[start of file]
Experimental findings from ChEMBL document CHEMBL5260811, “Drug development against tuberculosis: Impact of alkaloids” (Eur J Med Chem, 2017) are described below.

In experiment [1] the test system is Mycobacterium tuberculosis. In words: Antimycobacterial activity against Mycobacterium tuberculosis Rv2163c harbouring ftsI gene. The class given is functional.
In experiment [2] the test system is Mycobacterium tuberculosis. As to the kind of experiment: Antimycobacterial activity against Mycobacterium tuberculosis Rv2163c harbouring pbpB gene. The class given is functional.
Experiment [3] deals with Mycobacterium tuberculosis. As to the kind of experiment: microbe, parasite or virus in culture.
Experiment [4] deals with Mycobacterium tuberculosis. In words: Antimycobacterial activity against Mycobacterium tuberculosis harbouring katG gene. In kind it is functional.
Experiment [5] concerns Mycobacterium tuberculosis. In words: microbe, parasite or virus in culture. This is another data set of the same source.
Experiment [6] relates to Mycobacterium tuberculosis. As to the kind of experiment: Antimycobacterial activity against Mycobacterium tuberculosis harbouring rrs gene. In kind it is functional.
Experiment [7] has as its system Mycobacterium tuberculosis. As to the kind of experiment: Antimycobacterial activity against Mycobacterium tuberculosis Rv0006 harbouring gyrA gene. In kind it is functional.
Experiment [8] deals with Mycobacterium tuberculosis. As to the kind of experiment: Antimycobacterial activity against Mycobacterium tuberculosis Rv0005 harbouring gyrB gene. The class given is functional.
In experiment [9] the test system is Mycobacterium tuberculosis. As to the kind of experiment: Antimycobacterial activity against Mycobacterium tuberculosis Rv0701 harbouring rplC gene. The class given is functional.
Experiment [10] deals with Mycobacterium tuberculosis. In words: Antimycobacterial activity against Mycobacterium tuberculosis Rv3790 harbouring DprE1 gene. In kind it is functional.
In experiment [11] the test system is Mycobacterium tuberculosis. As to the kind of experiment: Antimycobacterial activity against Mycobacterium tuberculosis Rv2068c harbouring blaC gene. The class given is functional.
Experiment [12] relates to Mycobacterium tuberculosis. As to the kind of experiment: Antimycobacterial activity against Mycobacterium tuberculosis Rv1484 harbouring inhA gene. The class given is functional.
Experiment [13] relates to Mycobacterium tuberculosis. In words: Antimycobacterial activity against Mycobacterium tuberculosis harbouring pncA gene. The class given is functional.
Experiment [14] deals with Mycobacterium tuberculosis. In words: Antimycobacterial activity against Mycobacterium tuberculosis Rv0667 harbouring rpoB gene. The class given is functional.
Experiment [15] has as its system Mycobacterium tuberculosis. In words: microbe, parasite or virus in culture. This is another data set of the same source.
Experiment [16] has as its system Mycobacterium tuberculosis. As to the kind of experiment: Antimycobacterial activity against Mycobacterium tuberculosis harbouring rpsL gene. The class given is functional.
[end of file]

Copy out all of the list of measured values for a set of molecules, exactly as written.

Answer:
Experimental findings from ChEMBL document CHEMBL5260811, “Drug development against tuberculosis: Impact of alkaloids” (Eur J Med Chem, 2017) are described below.

In experiment [1] the test system is Mycobacterium tuberculosis. In words: Antimycobacterial activity against Mycobacterium tuberculosis Rv2163c harbouring ftsI gene. The class given is functional.
In experiment [2] the test system is Mycobacterium tuberculosis. As to the kind of experiment: Antimycobacterial activity against Mycobacterium tuberculosis Rv2163c harbouring pbpB gene. The class given is functional.
Experiment [3] deals with Mycobacterium tuberculosis. As to the kind of experiment: microbe, parasite or virus in culture.
Experiment [4] deals with Mycobacterium tuberculosis. In words: Antimycobacterial activity against Mycobacterium tuberculosis harbouring katG gene. In kind it is functional.
Experiment [5] concerns Mycobacterium tuberculosis. In words: microbe, parasite or virus in culture. This is another data set of the same source.
Experiment [6] relates to Mycobacterium tuberculosis. As to the kind of experiment: Antimycobacterial activity against Mycobacterium tuberculosis harbouring rrs gene. In kind it is functional.
Experiment [7] has as its system Mycobacterium tuberculosis. As to the kind of experiment: Antimycobacterial activity against Mycobacterium tuberculosis Rv0006 harbouring gyrA gene. In kind it is functional.
Experiment [8] deals with Mycobacterium tuberculosis. As to the kind of experiment: Antimycobacterial activity against Mycobacterium tuberculosis Rv0005 harbouring gyrB gene. The class given is functional.
In experiment [9] the test system is Mycobacterium tuberculosis. As to the kind of experiment: Antimycobacterial activity against Mycobacterium tuberculosis Rv0701 harbouring rplC gene. The class given is functional.
Experiment [10] deals with Mycobacterium tuberculosis. In words: Antimycobacterial activity against Mycobacterium tuberculosis Rv3790 harbouring DprE1 gene. In kind it is functional.
In experiment [11] the test system is Mycobacterium tuberculosis. As to the kind of experiment: Antimycobacterial activity against Mycobacterium tuberculosis Rv2068c harbouring blaC gene. The class given is functional.
Experiment [12] relates to Mycobacterium tuberculosis. As to the kind of experiment: Antimycobacterial activity against Mycobacterium tuberculosis Rv1484 harbouring inhA gene. The class given is functional.
Experiment [13] relates to Mycobacterium tuberculosis. In words: Antimycobacterial activity against Mycobacterium tuberculosis harbouring pncA gene. The class given is functional.
Experiment [14] deals with Mycobacterium tuberculosis. In words: Antimycobacterial activity against Mycobacterium tuberculosis Rv0667 harbouring rpoB gene. The class given is functional.
Experiment [15] has as its system Mycobacterium tuberculosis. In words: microbe, parasite or virus in culture. This is another data set of the same source.
Experiment [16] has as its system Mycobacterium tuberculosis. As to the kind of experiment: Antimycobacterial activity against Mycobacterium tuberculosis harbouring rpsL gene. The class given is functional.